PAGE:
Why do some books make you want to throw them across the room?

Throwing books across the room tantrum

Books – specifically fantasy fiction books – are my passion. They’re a constant in my life. A way to comfort myself after a bad day. A way to stimulate my mind when it could easily sink into laziness, A way to make sense of the world.

But if you read in the same way, you’ll know it’s hardly a serene, passive experience. Some stories will leave you fangirling like a 14 year old, gushing about the brilliance of each page to anyone showing the slightest inclination to listen. Others can arouse strong emotions like disappointment, anger and disgust. These are the kind of books that make you shout at them as you’re reading, scaring the bejeezus out of the cat or any passing family members.

The question is: why do they have this effect on us?

Here are three books I’ve read in the past year or so that have made me want to throw them across the room. (Thankfully, I resisted – e-readers aren’t cheap!) I wanted to look at why they had such a strong effect on me.

WARNING: If you don’t want to read spoilers from these books, look away now as I discuss the plots and events in some depth!

spolier warning

I mean it! I'm not kidding! Spoiler warning 2

Disappointment: A Song for Ella Grey

A Song for Ella Grey by David AlmondThose of you who’ve read my review for this book probably won’t be surprised here. The overriding emotion I felt when I got to the end of Ella Grey was disappointment. I’d stuck with it all the way to the end. Through the at times impenetrable dialect. Through the protagonist’s obsession with listing which wine they’d bought from Tescos. And then… it just petered out!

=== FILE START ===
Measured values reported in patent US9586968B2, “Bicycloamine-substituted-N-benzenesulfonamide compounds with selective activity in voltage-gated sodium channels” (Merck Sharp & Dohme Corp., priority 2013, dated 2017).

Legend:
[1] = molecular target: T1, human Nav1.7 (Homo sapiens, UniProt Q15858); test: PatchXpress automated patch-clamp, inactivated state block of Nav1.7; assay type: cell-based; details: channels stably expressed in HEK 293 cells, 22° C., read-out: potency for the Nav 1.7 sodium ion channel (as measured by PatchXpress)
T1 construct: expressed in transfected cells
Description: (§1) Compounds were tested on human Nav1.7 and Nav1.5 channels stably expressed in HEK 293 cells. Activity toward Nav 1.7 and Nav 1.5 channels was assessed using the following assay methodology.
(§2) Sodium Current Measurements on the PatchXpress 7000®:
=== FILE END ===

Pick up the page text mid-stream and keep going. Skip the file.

Nobody likes the feeling of time and effort wasted over more than 200 pages.

Anger: The Painted Man

The Painted Man by Peter V BrettThis is a really good book. I loved the premise – of a world where demons prowl every night and only the power of carefully constructed warding symbols can keep them at bay. I quite liked the edge to it. This was no pg-rated epic romp where the good guys could take on the hordes of evil and emerge with barely a scar. But then something happened, about 80% of the way through the book that ruined it for me…

One of the 3 main characters is raped. Naturally this is the female character, because clearly this never happens to men, even in pseudo-medieval worlds. But then it turned out that this wasn’t even an event that would shape her character. Instead it was a clumsy device to try and justify some kind of instalove with one of the other main characters!

Look, I’m a woman. I’ve had my fair share of unwelcome experiences as a consequence of daring to go out in public, knowingly in possession of two x chromosomes. And I can safely say that not a single one of these episodes has driven me to leap lustily onto the nearest alpha male mere hours later in an attempt to purge my ‘shame’!

I found the whole idea insensitive, inaccurate and just plain weak in terms of storytelling. Needless to say that it put me off reading the rest of the series too.

Disgust: The Knife of Never Letting Go